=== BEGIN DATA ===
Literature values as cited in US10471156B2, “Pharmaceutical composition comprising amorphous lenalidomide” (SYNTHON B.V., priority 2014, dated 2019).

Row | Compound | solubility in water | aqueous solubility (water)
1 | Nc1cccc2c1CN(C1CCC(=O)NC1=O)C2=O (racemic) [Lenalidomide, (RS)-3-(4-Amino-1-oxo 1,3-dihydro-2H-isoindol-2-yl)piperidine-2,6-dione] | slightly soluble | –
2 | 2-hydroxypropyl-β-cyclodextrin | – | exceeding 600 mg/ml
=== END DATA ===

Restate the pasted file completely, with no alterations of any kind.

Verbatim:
Literature values as cited in US10471156B2, “Pharmaceutical composition comprising amorphous lenalidomide” (SYNTHON B.V., priority 2014, dated 2019).

Row | Compound | solubility in water | aqueous solubility (water)
1 | Nc1cccc2c1CN(C1CCC(=O)NC1=O)C2=O (racemic) [Lenalidomide, (RS)-3-(4-Amino-1-oxo 1,3-dihydro-2H-isoindol-2-yl)piperidine-2,6-dione] | slightly soluble | –
2 | 2-hydroxypropyl-β-cyclodextrin | – | exceeding 600 mg/ml